Big impacts seen in Ghana with use of preventive malaria treatment in pregnancy
To protect pregnant women and their unborn babies from malaria, the World Health Organization recommends a package of interventions that includes the administration of IPTp-SP (intermittent preventive treatment in pregnancy with sulfadoxine-pyrimethamine).1 In malaria-endemic areas in Africa, all eligible pregnant women should receive at least 3 doses of quality-assured SP as part of antenatal care.2 IPTp-SP reduces maternal anaemia, neonatal mortality, and low birthweight,3 but uptake has remained low in many countries in sub-Saharan Africa.4 In 2020, the RBM Partnership’s Malaria in Pregnancy working group launched an urgent appeal to African leaders to expand coverage of IPTp-SP. To mark Universal Health Coverage Day, MMV caught up with Keziah L. Malm about how Ghana has scaled up this lifesaving intervention.
1. Ghana has scaled up coverage with IPTp over the last decade.5 What impact has the country seen?
Malaria affects everybody in Ghana, but it most affects pregnant women and children under 5. That’s why IPTp has been adopted for pregnant women in the country for over 10 years now. The use of IPTp in Ghana, in addition to all the other things that we are doing like the distribution of insecticide-treated nets (ITN), is having great impact. We have seen a reduction in maternal anaemia, in malaria cases in the mother and in low birthweight and stillbirths in children. A recent study from Ghana indicated that at least 3 doses of IPTp-SP significantly protected the mother from malaria in pregnancy as well as the baby from preterm delivery and its associated low birthweight.6 Another study showed that the uptake of 3 or more doses of IPTp-SP was associated with an increase in birthweight,7 which means that babies are healthier and have a better chance at survival.
2. What has been key to increasing and sustaining coverage with IPTp-SP in Ghana?
Ghana has incorporated IPTp into the set of interventions that are given to pregnant women when they visit an antenatal clinic. So, it’s not a stand-alone intervention. Once IPTp is integrated, we aim to ensure it remains available. That has been one of our pillars – ensuring IPTp is one of the key interventions available to pregnant women when they visit the antenatal clinic.
3. How does Ghana adopt global policies on IPTp-SP and ensure they are widely implemented, down to the community level?
We have a country policy for malaria in pregnancy that clearly highlights the use of IPTp. Our policies are generally revised every 2 to 3 years. We form a committee of experts from various stakeholders who look at the information in the country and globally to adapt the guidelines to the national context. This committee takes into consideration global policies as they become available. We make the necessary adjustments, and the updates are incorporated into the job aids, the trainings and the supervision that we undertake. The trainings are usually implemented every 2 to 3 years, together with the revision.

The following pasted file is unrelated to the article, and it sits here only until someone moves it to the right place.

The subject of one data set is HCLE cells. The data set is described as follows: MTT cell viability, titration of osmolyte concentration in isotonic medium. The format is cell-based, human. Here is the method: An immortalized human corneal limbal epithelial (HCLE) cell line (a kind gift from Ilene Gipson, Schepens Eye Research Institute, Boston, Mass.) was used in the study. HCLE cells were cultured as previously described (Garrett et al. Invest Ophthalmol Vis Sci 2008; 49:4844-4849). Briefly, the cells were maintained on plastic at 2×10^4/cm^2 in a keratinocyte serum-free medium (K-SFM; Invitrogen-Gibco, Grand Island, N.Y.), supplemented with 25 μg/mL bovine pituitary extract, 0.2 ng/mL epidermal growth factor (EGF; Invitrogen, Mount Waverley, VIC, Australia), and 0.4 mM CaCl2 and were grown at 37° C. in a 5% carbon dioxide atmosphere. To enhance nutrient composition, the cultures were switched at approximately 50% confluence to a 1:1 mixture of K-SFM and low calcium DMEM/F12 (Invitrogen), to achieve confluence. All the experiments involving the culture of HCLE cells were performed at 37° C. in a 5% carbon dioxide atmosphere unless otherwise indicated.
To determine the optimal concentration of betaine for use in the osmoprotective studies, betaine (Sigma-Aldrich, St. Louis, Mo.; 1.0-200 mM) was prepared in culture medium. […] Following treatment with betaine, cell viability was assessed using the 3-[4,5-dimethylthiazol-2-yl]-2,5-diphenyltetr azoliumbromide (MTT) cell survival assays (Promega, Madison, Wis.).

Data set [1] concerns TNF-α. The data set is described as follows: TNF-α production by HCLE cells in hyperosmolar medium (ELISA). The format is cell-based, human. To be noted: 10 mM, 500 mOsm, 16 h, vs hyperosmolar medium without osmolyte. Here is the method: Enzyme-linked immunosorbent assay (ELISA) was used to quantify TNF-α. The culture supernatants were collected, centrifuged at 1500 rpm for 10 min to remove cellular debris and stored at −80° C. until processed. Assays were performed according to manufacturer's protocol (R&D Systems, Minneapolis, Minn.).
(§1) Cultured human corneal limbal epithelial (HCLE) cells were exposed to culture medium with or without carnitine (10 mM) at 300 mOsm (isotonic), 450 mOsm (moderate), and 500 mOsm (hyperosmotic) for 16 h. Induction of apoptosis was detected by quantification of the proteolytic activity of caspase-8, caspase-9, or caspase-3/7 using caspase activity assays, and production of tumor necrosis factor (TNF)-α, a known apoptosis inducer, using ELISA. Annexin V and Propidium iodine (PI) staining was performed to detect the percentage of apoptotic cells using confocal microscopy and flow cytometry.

4. What best practices or innovations have been implemented to overcome barriers to IPTp uptake in Ghana?
IPTp has been incorporated into the set of interventions available to pregnant women at antenatal clinics. That, I think, is major. We have also improved on the way data is collected and collated. IPTp data is difficult to collect, so we developed tally sheets to help the midwives at the antenatal clinic carry out this task. We also work with NGOs to help us with follow-up on women that come for the first and second doses of IPTp but are not coming for the other doses, and continue to work with mass media to send out information to pregnant women to raise awareness on IPTp. Those are the innovations that help us achieve what we have set out to do.
5. How can the international community help support IPTp scale-up with efficacious medicines in Ghana and the rest of Africa?
The international community can continue to work with countries to provide more evidence on how efficacious IPTp is, to encourage people to continue using it. We should also support the production of SP. We realized that once SP is available, we have overcome a huge barrier, and the intervention can go on. Interventions like intermittent preventive treatment in pregnancy, seasonal malaria chemoprevention, and the use of insecticide treated nets can protect people from malaria. Let’s promote these interventions, so that we can save people from getting the disease.
1. World Health Organization. Implementing Malaria in Pregnancy Programs in the Context of World Health Organization Recommendations on Antenatal Care for a Positive Pregnancy Experience. 2018
2. World Health Organization. Guidelines for the treatment of malaria. Third edition. April 2015.
3. World Health Organization. World Malaria Report 2019.
4. World Health Organization. World Malaria Report 2020.
5. The 2019 Ghana Malaria Indicator Survey indicates that the proportion of women in Ghana receiving the third dose of IPTp-SP increased from 28% to 61% between 2014 and 2019.
6. Amoakoh-Coleman M, Arhinful DK, Klipstein-Grobusch K, Ansah EK, Koram KA. Coverage of intermittent preventive treatment of malaria in pregnancy (IPTp) influences delivery outcomes among women with obstetric referrals at the district level in Ghana. Malaria Journal. 2020;19 (1):222.
7. Quakyi, I., Tornyigah, B., Houze, P. et al. High uptake of Intermittent Preventive Treatment of malaria in pregnancy is associated with improved birth weight among pregnant women in Ghana. Scientific Reports 9, 19034 (2019).
Dr Keziah L. Malm